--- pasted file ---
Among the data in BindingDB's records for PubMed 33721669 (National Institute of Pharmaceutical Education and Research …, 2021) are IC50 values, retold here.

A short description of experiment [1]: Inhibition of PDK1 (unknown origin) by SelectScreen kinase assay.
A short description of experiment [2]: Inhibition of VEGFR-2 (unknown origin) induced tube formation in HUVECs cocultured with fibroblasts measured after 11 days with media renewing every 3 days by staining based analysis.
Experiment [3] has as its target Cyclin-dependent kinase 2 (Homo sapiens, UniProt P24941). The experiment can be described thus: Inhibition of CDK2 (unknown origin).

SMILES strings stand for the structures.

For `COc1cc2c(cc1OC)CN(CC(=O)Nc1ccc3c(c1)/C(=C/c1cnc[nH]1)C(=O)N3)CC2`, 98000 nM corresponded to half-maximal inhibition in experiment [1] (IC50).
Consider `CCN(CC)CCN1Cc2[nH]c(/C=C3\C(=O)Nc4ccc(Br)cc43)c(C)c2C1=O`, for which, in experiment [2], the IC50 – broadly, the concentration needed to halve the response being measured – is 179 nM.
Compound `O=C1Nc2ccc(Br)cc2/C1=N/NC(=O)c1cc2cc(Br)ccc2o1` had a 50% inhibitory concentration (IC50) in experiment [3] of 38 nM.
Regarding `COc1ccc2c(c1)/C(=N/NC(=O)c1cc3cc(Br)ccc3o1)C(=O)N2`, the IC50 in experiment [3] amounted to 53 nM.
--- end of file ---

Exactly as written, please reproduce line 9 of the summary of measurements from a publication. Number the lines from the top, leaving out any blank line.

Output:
Regarding `COc1ccc2c(c1)/C(=N/NC(=O)c1cc3cc(Br)ccc3o1)C(=O)N2`, the IC50 in experiment [3] amounted to 53 nM.